Honored to be chosen as a designated hitter among those responsible for this journal, I bring warm greetings from the postliberal underground. As one who unapologetically teaches the texts of classical Christianity in a secularizing university, I know how refreshing it is to repair to CT for a ration of sanity.

Saint Basil expressed what I feel when he wrote that “the athlete does not so much complain of being wounded in the struggle as of not being able even to secure admission into the stadium.” I am grateful for admission into this invigorating evangelical arena.

Still echoing in the halls of the university in which I teach are the sounds of esteemed evangelical teachers. My office at Drew University has for many years been lodged in the room where James Strong labored over his Exhaustive Concordance of the Bible and where he held his seminars. Few books are still in print after 100 years. Strong’s enormous achievement continues to live on beyond all the devastations of pretentious modern criticism.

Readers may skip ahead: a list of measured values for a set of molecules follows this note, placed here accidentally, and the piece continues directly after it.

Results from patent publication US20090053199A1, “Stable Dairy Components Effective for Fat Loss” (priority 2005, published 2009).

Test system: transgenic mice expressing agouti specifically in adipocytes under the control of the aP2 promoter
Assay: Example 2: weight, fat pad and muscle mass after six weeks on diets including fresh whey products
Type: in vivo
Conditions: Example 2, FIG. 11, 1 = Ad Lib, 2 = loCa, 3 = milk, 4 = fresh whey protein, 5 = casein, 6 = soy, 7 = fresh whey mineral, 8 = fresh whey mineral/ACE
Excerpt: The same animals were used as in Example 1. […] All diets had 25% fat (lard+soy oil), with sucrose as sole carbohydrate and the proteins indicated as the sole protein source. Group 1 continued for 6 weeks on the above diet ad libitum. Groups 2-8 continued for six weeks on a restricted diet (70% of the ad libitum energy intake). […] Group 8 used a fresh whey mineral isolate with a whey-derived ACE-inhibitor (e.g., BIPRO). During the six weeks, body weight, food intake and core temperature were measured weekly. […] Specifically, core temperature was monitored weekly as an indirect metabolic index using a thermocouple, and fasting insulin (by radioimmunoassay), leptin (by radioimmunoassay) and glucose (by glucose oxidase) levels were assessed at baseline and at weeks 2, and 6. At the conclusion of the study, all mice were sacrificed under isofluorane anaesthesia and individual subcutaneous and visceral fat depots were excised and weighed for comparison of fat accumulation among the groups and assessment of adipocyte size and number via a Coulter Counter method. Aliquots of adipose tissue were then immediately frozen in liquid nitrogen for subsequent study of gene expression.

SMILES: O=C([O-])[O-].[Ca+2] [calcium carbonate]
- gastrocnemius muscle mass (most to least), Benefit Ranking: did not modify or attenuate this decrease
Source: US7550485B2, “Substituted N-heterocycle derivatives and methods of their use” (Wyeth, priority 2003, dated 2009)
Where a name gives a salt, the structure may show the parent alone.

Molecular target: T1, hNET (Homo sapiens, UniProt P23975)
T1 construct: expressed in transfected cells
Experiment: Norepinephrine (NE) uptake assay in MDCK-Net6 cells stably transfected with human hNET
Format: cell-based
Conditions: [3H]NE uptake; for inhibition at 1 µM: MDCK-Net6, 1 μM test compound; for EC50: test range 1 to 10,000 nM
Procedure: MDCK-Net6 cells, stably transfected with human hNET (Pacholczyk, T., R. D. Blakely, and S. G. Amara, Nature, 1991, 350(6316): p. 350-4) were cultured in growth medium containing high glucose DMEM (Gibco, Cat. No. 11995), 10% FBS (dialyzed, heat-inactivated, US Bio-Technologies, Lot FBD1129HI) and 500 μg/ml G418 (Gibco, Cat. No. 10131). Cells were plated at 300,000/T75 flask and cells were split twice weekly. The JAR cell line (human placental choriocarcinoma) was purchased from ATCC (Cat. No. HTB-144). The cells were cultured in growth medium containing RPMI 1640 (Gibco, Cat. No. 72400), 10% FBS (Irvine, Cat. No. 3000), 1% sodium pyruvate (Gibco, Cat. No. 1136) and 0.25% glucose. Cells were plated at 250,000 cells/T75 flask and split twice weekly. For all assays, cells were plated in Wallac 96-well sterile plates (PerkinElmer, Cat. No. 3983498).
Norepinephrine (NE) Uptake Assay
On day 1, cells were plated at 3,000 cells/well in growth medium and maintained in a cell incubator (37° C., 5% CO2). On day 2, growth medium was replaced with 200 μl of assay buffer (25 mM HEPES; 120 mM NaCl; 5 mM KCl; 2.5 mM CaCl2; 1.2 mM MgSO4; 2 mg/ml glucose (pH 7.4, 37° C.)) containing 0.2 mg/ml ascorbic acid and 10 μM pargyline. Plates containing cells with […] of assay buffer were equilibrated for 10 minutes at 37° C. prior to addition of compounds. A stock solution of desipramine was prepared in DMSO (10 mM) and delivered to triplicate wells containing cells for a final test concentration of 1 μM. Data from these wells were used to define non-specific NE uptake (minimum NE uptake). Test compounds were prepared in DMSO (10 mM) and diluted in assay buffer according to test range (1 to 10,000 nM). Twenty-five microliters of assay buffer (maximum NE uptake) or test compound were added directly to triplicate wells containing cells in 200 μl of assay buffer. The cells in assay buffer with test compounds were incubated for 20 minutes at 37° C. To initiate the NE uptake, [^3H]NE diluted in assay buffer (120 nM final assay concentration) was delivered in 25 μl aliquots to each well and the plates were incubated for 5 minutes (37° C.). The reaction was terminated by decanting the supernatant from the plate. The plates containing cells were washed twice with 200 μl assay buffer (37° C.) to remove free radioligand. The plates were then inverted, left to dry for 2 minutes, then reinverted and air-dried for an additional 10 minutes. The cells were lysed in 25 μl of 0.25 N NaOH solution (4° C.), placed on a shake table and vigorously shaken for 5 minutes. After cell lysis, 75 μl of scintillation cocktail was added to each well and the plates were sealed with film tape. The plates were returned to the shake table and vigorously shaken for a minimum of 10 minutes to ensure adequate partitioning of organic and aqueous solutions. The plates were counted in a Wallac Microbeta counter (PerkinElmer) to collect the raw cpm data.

When I studied under Richard Niebuhr at Yale, my heart was atuned to every breeze of contemporary theology. For the first two decades of my work as a theologian, I attempted desperately to find some modern ideology, psychology, politics, or sociology that could conveniently substitute for the method and content of classical Christian teaching. That is what I sincerely understood “theology” to be, focused as I was on theology since last Wednesday.

For me the final whistle has blown on that game. Over a decade ago, I committed myself to an orthodox agenda for theology. Readers of my pastoral or systematic theology will find themselves up to their armpits in references to the Christian writers of the first millennium. The footnotes ...

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